Sunday, March 16, 2014

Why I Think It Is Very Possible That the Missing Airliner is in Central Asia:

By Jeff Wise

I’ve been covering the story of missing Malaysia Airlines Flight 370 for four days now, and it’s settled into a rhythm. Every day, new evidence points to a conclusion that beforehand would have seemed laughably absurd. We publish an analysis of the situation that seems most likely to us. Readers scoff. Further evidence emerges that reinforces the once-crazy notion, and some proportion of the doubters come around. Then even more implausible information turns up, and it’s off the to the fringes again.

My post from this morning, in which I asserted that the plane is most likely in western China or an adjacent Turkic area, stands out for having received an extra measure of skepticism. “Impossible,” many have declared, in comments and over Twitter. So I’d like to go back and further explain my logic in coming to the conclusion I did.

The first thing I want to make absolutely clear is that my entire premise is based on today’s statement by the Malaysian Prime Minister, and the accompanying chart showing two arcs where the Malaysians believe MH370 happened to be when the ping was detected by satellite at 8:10 a.m., Malaysia time. If that assertion does not hold up, then everything I’m about to say falls apart.

Why do I put so much credence into it? Because the Malaysians have received a lot of abuse for their failure to release more information about the incident, and they have rolled out the most important politician in the country, the head of the government, to stand behind this one fact:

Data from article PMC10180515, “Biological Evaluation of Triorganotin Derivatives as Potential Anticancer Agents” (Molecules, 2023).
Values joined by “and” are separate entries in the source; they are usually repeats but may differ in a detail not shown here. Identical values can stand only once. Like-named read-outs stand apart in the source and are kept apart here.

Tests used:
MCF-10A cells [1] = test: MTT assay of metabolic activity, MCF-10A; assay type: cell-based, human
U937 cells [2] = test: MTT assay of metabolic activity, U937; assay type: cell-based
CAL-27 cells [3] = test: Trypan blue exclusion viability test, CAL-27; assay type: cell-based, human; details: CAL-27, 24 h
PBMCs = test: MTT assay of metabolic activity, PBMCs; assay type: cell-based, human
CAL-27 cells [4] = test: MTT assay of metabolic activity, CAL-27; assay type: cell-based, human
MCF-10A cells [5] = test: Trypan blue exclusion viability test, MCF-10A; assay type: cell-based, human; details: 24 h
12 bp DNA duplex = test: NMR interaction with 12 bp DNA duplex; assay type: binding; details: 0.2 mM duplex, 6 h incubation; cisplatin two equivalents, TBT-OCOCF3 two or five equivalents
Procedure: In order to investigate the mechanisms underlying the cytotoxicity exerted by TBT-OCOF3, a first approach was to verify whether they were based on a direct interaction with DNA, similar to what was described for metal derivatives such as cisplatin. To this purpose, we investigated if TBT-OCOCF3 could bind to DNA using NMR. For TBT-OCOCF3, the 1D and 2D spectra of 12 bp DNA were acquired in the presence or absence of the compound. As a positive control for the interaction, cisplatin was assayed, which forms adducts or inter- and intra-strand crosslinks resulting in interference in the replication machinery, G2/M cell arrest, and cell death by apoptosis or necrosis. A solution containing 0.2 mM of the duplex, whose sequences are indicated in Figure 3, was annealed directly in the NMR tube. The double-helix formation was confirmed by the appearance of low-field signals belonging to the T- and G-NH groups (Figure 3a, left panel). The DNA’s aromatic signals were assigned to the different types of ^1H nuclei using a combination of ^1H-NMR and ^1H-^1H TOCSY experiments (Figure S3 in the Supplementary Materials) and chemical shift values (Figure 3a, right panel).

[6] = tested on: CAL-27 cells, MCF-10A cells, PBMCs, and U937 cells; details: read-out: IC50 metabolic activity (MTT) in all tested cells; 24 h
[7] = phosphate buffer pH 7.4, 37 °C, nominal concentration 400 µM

Read the rest here.


  1. Although I think it is very possible that the jet was hijacked and there is A LOT of evidence to support that line of thinking, I also wonder if it's possible there was a cockpit fire that disabled communications, transponders, and the flight controls?

    There were earlier reports that the plane went up to 45,000 feet. Maybe that happened after the pilots were disabled and/or after their flight controls quit working. This could explain the long time it took to get to the location of the last ping. Perhaps the plane was meandering with no control and with all people on the plane dead due to decompression, smoke/fire etc.

    Another explanation for the long delay to get to the location of the last ping might be that they landed somewhere and released the hostages (to be held for release later after they vaporize the city of their choice), lightened the plane, and took off for the airstrip where the nuke is awaiting pick-up.

    Quite a puzzle. I find it a tad puzzling that the US military hasn't come forward with more information. They know our every move yet they can't find a 777 with it's heat signature, transponders, engine transponders, etc.?

    I think I'd start looking real hard for wreckage around the location of the last satellite ping from the jet engines. And also make sure that every conceivable target city (world wide) has those anti-missile batteries like the Israelis used to shoot down Saddam Hussein Obama's SCUD missiles .

  2. Today I heard an "expert" say that the little trip up to 45,000 feet would kill all the passengers. I am assuming the hijackers would have some type of oxygen to keep themselves alive; and also that after a while the oxygen for the passengers O2 masks would run out. More evidence for "hijacking"; but still not conclusive IF a fire could explain some of this puzzle.